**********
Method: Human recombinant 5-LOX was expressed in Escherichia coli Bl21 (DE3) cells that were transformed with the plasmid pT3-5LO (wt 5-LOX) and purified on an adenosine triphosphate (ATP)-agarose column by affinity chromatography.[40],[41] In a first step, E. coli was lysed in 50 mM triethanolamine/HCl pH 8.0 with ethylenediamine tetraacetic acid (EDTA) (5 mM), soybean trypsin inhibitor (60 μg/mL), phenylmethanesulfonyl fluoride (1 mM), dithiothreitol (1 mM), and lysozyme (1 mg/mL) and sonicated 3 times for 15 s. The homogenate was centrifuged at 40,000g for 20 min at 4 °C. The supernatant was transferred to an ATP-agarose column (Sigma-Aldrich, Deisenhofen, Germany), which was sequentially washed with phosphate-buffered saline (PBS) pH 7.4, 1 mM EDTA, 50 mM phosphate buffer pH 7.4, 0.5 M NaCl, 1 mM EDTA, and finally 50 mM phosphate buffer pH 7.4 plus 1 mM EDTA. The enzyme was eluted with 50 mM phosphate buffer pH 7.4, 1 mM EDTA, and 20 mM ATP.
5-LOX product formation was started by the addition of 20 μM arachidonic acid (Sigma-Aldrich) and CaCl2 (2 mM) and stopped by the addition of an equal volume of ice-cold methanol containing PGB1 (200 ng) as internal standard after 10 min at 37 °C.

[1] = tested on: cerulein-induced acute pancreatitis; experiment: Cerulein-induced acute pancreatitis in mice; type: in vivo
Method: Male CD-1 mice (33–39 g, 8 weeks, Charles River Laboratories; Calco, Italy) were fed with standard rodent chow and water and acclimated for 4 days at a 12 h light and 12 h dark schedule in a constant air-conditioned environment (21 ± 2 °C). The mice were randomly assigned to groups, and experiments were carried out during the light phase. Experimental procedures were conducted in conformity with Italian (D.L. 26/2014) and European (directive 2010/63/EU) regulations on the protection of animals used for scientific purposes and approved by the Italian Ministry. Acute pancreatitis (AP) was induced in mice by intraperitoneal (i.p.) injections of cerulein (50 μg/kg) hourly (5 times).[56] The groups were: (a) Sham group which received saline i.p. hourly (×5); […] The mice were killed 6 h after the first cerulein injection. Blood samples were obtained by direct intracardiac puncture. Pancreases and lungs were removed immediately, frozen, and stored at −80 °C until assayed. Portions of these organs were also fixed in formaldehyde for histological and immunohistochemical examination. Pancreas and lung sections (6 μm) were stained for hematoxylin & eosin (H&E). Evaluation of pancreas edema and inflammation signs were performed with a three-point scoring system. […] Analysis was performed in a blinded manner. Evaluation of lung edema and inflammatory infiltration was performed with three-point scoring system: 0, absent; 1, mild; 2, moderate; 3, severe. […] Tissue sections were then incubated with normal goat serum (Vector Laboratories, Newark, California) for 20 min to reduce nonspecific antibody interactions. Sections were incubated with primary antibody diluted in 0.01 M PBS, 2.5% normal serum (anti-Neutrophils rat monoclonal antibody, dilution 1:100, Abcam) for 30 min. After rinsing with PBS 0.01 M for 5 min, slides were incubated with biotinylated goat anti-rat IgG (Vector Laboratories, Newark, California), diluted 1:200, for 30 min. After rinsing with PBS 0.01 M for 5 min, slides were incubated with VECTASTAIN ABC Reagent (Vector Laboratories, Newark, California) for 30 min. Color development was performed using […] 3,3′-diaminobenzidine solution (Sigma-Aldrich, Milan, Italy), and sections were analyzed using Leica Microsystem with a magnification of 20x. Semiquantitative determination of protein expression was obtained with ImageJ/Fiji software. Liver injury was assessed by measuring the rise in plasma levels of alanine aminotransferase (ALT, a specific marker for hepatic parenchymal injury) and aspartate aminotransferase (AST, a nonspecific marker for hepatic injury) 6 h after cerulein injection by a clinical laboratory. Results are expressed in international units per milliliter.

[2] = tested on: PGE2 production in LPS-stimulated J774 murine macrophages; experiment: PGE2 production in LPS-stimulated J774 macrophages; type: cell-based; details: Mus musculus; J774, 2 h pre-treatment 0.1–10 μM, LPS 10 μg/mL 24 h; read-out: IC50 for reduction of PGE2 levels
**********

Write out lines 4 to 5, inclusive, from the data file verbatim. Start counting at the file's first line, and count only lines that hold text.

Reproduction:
Method: Male CD-1 mice (33–39 g, 8 weeks, Charles River Laboratories; Calco, Italy) were fed with standard rodent chow and water and acclimated for 4 days at a 12 h light and 12 h dark schedule in a constant air-conditioned environment (21 ± 2 °C). The mice were randomly assigned to groups, and experiments were carried out during the light phase. Experimental procedures were conducted in conformity with Italian (D.L. 26/2014) and European (directive 2010/63/EU) regulations on the protection of animals used for scientific purposes and approved by the Italian Ministry. Acute pancreatitis (AP) was induced in mice by intraperitoneal (i.p.) injections of cerulein (50 μg/kg) hourly (5 times).[56] The groups were: (a) Sham group which received saline i.p. hourly (×5); […] The mice were killed 6 h after the first cerulein injection. Blood samples were obtained by direct intracardiac puncture. Pancreases and lungs were removed immediately, frozen, and stored at −80 °C until assayed. Portions of these organs were also fixed in formaldehyde for histological and immunohistochemical examination. Pancreas and lung sections (6 μm) were stained for hematoxylin & eosin (H&E). Evaluation of pancreas edema and inflammation signs were performed with a three-point scoring system. […] Analysis was performed in a blinded manner. Evaluation of lung edema and inflammatory infiltration was performed with three-point scoring system: 0, absent; 1, mild; 2, moderate; 3, severe. […] Tissue sections were then incubated with normal goat serum (Vector Laboratories, Newark, California) for 20 min to reduce nonspecific antibody interactions. Sections were incubated with primary antibody diluted in 0.01 M PBS, 2.5% normal serum (anti-Neutrophils rat monoclonal antibody, dilution 1:100, Abcam) for 30 min. After rinsing with PBS 0.01 M for 5 min, slides were incubated with biotinylated goat anti-rat IgG (Vector Laboratories, Newark, California), diluted 1:200, for 30 min. After rinsing with PBS 0.01 M for 5 min, slides were incubated with VECTASTAIN ABC Reagent (Vector Laboratories, Newark, California) for 30 min. Color development was performed using […] 3,3′-diaminobenzidine solution (Sigma-Aldrich, Milan, Italy), and sections were analyzed using Leica Microsystem with a magnification of 20x. Semiquantitative determination of protein expression was obtained with ImageJ/Fiji software. Liver injury was assessed by measuring the rise in plasma levels of alanine aminotransferase (ALT, a specific marker for hepatic parenchymal injury) and aspartate aminotransferase (AST, a nonspecific marker for hepatic injury) 6 h after cerulein injection by a clinical laboratory. Results are expressed in international units per milliliter.

[2] = tested on: PGE2 production in LPS-stimulated J774 murine macrophages; experiment: PGE2 production in LPS-stimulated J774 macrophages; type: cell-based; details: Mus musculus; J774, 2 h pre-treatment 0.1–10 μM, LPS 10 μg/mL 24 h; read-out: IC50 for reduction of PGE2 levels